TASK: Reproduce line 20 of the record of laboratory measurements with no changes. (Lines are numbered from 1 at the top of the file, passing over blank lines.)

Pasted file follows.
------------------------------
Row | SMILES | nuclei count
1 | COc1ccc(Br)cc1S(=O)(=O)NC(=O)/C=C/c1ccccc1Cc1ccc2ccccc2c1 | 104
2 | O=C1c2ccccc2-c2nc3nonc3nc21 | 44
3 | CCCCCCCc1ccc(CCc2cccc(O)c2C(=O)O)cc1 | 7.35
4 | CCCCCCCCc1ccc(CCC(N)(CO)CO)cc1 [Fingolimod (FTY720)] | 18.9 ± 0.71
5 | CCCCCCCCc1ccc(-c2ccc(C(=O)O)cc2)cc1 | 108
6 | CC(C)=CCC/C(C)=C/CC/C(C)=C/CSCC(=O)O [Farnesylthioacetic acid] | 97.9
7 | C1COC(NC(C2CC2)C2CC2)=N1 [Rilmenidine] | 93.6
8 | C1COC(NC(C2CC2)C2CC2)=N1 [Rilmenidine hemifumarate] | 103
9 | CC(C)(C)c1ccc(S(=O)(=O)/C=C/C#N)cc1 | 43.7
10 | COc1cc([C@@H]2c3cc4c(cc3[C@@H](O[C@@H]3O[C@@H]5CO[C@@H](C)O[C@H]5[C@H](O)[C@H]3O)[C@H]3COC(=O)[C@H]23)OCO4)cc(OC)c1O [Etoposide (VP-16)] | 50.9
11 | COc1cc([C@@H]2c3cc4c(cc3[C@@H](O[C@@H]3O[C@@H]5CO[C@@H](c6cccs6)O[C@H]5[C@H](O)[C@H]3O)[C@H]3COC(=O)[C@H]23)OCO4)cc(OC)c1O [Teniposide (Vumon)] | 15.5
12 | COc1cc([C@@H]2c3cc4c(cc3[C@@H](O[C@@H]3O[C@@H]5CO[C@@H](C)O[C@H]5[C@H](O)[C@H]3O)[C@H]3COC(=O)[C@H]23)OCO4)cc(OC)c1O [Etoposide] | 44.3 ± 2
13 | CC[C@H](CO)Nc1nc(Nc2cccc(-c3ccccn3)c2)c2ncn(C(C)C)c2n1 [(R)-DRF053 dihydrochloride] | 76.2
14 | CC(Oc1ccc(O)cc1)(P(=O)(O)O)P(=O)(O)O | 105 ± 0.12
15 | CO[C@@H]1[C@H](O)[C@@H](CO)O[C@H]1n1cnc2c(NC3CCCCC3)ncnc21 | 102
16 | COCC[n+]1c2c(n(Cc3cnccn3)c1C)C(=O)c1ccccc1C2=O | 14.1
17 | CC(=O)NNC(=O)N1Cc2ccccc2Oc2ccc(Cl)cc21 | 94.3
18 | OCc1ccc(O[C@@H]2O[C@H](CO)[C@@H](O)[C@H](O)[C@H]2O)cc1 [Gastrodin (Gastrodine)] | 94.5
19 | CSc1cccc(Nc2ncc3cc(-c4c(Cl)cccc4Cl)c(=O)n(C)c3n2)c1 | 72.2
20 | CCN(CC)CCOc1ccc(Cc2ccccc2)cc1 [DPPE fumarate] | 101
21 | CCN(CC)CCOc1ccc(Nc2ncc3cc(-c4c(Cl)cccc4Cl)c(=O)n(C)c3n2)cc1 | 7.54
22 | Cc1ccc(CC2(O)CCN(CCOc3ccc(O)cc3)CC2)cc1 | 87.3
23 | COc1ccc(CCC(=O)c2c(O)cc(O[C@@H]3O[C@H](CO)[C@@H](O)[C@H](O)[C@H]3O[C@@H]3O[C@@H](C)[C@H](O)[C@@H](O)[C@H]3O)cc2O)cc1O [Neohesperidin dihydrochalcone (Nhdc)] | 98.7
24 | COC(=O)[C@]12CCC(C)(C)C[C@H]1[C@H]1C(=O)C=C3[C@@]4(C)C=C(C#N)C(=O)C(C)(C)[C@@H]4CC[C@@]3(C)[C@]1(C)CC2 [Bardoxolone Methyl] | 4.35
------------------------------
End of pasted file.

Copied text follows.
19 | CSc1cccc(Nc2ncc3cc(-c4c(Cl)cccc4Cl)c(=O)n(C)c3n2)c1 | 72.2